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Note: Arrival of Inspector to end of Act One
The Inspector enters, introducing himself as Goole. Arthur says he’s never heard of Goole before, despite being an Alderman, Lord Mayor, and “a member of the Bench.” The Inspector states that the two have not met. Arthur offers the Inspector a drink, and he refuses, saying he is “on duty.” The Inspector tells Arthur that a girl named Eva Smith has committed suicide that evening, after swallowing disinfectant. Eric cries out at this, and Arthur says it is difficult news to hear.
The Inspector asks Arthur if he has heard of Eva Smith. Arthur says the name might be familiar, but he isn’t sure. The Inspector shows Arthur, and Arthur alone, a photograph, and refuses to show the picture simultaneously to Eric, noting that questioning multiple people at a time would create confusion. Although Arthur is perturbed, he lets the Inspector proceed. Arthur says that he employed Eva in his factory and discharged her in September 1910. Hearing this, Gerald offers to leave, but when the Inspector says he knows that Gerald and Sheila are engaged, he asks Gerald to stay. Gerald, agitated, remains.
Arthur tells the Inspector that he dismissed Eva in a “straightforward” case. He argues that he “can’t accept responsibility” for what has happened to Eva. The Inspector counters that Arthur has initiated a “chain of events” leading to Eva’s death. Eric interjects that Arthur was saying just before the Inspector arrived that men must look out for themselves and their families, but not all society. Arthur describes why he dismissed Eva: she was the normal wage, but joined with other laborers to ask for a raise of three shillings a week. Arthur would not grant this, saying it would cut into profits. The Inspector asks Arthur why he refused, and Arthur objects to the idea that the Inspector would question his business practices. Arthur says that the workers, including Eva, went on strike, but it lasted no more than two weeks, after which the laborers were taken back on “at the old wage.” Eva, however, was not offered her job back, as punishment for initiating the strike. Gerald announces that Arthur did what he had to do, as the owner of a business.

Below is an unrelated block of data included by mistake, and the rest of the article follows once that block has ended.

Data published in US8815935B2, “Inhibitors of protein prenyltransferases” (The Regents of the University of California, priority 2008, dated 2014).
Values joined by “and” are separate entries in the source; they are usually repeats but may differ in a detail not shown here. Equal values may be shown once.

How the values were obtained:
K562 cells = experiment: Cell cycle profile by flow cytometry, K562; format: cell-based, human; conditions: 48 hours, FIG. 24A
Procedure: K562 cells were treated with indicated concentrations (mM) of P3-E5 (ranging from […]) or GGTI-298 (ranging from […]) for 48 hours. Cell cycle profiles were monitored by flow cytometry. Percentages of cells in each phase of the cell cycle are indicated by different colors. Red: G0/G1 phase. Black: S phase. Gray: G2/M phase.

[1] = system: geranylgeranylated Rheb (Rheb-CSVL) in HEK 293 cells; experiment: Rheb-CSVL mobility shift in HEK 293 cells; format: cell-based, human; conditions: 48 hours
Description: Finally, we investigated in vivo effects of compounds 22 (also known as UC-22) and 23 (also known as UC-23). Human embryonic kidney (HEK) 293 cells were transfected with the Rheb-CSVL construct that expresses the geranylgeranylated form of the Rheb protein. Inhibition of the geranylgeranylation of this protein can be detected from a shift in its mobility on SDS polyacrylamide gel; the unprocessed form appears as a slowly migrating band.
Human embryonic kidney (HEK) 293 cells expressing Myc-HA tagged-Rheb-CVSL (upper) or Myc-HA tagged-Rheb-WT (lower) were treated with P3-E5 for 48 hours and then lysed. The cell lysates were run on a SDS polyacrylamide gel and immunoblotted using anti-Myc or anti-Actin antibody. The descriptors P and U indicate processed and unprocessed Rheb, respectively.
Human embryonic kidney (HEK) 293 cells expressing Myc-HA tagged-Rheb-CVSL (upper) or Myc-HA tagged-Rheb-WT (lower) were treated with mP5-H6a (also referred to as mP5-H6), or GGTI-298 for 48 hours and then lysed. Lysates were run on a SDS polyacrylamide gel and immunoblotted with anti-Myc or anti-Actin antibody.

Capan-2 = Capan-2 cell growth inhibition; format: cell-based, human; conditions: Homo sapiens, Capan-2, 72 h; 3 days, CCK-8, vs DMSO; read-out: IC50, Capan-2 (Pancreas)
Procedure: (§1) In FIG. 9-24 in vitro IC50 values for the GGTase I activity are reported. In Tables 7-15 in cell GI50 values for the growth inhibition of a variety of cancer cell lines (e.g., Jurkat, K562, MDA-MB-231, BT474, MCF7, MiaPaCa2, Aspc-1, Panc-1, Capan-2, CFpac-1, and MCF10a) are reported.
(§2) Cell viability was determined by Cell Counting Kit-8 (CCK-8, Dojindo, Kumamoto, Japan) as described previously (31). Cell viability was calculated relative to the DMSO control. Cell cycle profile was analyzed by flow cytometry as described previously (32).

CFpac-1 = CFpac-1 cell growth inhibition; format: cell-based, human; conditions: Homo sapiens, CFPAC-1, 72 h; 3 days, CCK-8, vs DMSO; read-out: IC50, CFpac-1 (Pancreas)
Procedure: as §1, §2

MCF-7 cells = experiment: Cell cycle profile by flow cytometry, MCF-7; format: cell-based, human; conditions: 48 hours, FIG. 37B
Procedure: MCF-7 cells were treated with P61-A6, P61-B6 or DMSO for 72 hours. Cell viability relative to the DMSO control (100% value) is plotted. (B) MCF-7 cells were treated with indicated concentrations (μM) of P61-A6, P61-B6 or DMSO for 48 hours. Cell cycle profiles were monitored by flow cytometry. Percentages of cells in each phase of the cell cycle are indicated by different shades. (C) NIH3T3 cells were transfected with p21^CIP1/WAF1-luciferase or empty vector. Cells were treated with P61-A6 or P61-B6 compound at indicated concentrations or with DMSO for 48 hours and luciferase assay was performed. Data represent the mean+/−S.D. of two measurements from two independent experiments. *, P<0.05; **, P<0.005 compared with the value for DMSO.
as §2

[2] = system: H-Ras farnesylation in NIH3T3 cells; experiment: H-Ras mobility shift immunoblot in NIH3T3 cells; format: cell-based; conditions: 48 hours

Arthur asks the Inspector how he gets along with the Chief Constable, a man with whom Arthur is friendly. The Inspector says he does not “see much” of the Chief Constable. When Eric asks why Arthur couldn’t grant the raise, Arthur accuses Eric of being lazy. Eric responds that they do not need to speak this way with the Inspector present. Sheila enters the room, and wonders what’s the matter. The Inspector tells Sheila that a girl named Eva Smith, aged twenty-four, has killed herself, and Sheila is appalled to hear it. Sheila is also shocked to learn that Arthur fired Eva after the strike.
The Inspector begins questioning Sheila, who says she does not know anyone named Eva Smith. The Inspector tells Sheila that Eva Smith went on to work at a clothing store called Milward’s. Sheila admits to having shopped there before, and asks to see the Eva’s picture. The Inspector shows Sheila, and only Sheila, and she gasps. Arthur becomes angry that the Inspector has upset Sheila, and Sheila asks the Inspector if he knew “all along” that Sheila had interacted with Eva previously, a question the Inspector does not answer.
Sheila admits to having gotten the girl fired from Milward’s. Sheila was shopping there in January of 1911 and, after having tried on an unflattering dress, she noticed that the girl, Eva Smith, seemed to find this funny. Sheila became enraged and said she would not return to the store unless the girl, Eva, was fired. Sheila is mortified to hear that her actions might have contributed to Eva’s death. The Inspector tells the room that Eva worked at Milward’s under the name Daisy Renton, rather than Eva Smith, which is why Sheila did not recognize her name.
All but Gerald and Sheila leave the room. Sheila notices that Gerald was shocked at the name “Daisy Renton,” and she asks whether Eva/Daisy was the girl he was seeing in the spring and summer when he claimed to have been occupied at work. Gerald admits to an affair with a girl he thought was named Daisy. He asks Sheila to conceal this from the Inspector, but Sheila tells Gerald that the Inspector must already be aware of this information.